Ziwo Holdings expands electric-vehicle business in China in tie-up with developer

Some of Beijing E-Star's public charging stations in the capital of China. PHOTO: ZIWO HOLDINGS

SINGAPORE - Mainboard-listed said on Wednesday (March 29) that its associate company Beijing E-Star Electric Technology Co Ltd will build 160 charging stations for electric vehicles in China's Huizhou city through a strategic collaboration with a Chinese property developer.

Zico said the move marks the start of a new phase of growth for the company, which acquired a 45 per cent stake in Estar Investments Pte Ltd last month to create an additional income stream amid waning demand for its synthetic-rubber products in China. Estar is the parent company of Beijing E-Star, which builds charging systems for electric vehicles.

Under the strategic agreement with Tai Yu Realty, a developer in Guangdong province and Wuhan city in Hubei province, Beijing E-Star will install 90 charging stations at Tai Yu's Huizhou City Centre, a 1,200-unit residential development with a total of 1,680 parking lots.

Phase 1 of Huizhou City Centre recently obtained regulatory approval for homeowners to move in. Expected to be fully operational before the end of the year, the 90 charging stations will cater to the 980 basement parking lots for this phase. Beijing E-Star will build an additional 70 charging stations for the development's second phase, which will have 700 parking lots above ground.

All cabling and power requirements for the charging stations will be handled by Tai Yu, which will share all profits generated by the charging stations with Beijing E-Star. Revenue will be in the form of electric tariffs, service fees and parking fees, all of which will be paid by users of the charging stations.

Both parties have also agreed to work together to put in place charging stations for Tai Yu's other residential developments and future projects in China.

Beijing E-Star currently operates in China's capital city, where its 22 charging stations are available to the public and several electric-car rental companies. The collaboration in Huizhou marks its maiden foray outside Beijing and its first time working with a property developer.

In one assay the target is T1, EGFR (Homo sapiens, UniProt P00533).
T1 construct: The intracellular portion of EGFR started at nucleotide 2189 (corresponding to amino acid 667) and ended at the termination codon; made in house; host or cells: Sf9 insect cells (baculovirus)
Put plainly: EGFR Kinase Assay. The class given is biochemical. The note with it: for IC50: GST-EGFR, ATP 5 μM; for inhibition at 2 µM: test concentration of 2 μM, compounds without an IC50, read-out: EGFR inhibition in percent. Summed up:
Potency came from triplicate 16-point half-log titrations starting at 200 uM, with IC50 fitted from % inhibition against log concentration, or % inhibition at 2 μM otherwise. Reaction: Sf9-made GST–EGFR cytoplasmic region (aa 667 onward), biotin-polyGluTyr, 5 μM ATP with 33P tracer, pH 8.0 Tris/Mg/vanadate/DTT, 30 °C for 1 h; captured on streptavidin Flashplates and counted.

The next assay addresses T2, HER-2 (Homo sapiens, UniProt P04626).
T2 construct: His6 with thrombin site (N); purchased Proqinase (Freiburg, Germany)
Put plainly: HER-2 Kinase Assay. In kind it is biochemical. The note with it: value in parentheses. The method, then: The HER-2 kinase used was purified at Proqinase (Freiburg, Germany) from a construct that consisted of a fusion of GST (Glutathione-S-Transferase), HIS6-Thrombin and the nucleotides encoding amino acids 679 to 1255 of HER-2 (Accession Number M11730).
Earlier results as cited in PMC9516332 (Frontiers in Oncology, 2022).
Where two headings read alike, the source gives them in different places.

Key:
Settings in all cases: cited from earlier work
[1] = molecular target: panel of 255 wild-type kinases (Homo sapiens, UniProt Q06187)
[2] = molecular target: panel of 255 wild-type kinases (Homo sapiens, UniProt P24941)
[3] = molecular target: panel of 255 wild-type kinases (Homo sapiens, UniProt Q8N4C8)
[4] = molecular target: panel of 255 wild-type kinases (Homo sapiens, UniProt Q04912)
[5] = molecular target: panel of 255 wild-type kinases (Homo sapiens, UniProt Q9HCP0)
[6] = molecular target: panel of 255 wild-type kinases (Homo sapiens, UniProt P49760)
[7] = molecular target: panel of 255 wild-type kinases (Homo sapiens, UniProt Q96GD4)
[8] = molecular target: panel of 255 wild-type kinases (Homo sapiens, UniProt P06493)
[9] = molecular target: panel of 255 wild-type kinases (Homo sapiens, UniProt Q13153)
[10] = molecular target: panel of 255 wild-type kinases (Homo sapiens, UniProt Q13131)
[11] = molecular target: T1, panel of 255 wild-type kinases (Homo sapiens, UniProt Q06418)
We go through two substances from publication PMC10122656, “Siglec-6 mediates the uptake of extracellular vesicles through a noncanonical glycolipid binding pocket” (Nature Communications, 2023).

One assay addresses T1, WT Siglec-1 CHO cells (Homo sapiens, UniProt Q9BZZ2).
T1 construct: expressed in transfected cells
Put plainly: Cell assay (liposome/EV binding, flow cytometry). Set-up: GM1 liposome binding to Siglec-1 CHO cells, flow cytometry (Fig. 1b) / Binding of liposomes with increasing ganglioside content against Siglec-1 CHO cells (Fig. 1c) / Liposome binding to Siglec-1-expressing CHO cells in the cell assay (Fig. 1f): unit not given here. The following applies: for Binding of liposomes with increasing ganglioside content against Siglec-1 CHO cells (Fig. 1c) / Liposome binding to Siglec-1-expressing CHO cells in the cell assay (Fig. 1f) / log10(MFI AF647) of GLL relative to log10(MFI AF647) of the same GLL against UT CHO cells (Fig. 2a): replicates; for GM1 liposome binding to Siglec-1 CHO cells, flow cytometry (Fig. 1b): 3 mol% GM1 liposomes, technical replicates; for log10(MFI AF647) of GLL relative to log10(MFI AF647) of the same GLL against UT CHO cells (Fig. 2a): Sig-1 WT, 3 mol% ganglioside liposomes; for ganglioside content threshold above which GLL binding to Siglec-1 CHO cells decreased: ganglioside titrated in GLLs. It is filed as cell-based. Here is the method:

Users can locate its charging stations in Beijing and book a slot through an app developed by Beijing E-Star. They pay using a store-value card issued by Beijing E-Star or through Alipay or WeChat Pay, two popular e-wallet providers in China, the world's largest market for electric vehicles.

The country produced 517,000 new-energy vehicles - comprising battery-electric vehicles, plug-in hybrids and fuel-cell cars - in 2016, 52 per cent more than the previous year, according to ReportLinker, a market research firm based in France. Some 2.1 million new-energy vehicles are expected to be sold in China in 2020, ReportLinker says.

Regulations to promote greater environmental awareness are expected to contribute to the growth of China's electric-vehicle market. According to new national standards and regulations that came into effect on Feb 1 this year, at least 10 per cent of the number of lots in all new public carparks in China must be equipped with charging facilities for electric vehicles.

"Reining in air pollution is one of the key priorities of China's top political leadership. This will underpin demand for electric vehicles and pave the way for more supporting infrastructure like charging stations," said Mr Tay Wee Kwang, a Singaporean electronic engineer who co-founded Beijing E-Star in 2014.

He added: "Compared to doing it all by ourselves, working with a developer like Tai Yu allows us to scale up fairly quickly and penetrate cities outside Beijing. This also enables us to generate recurring income, which will self-fund the business even as we roll out in more places."

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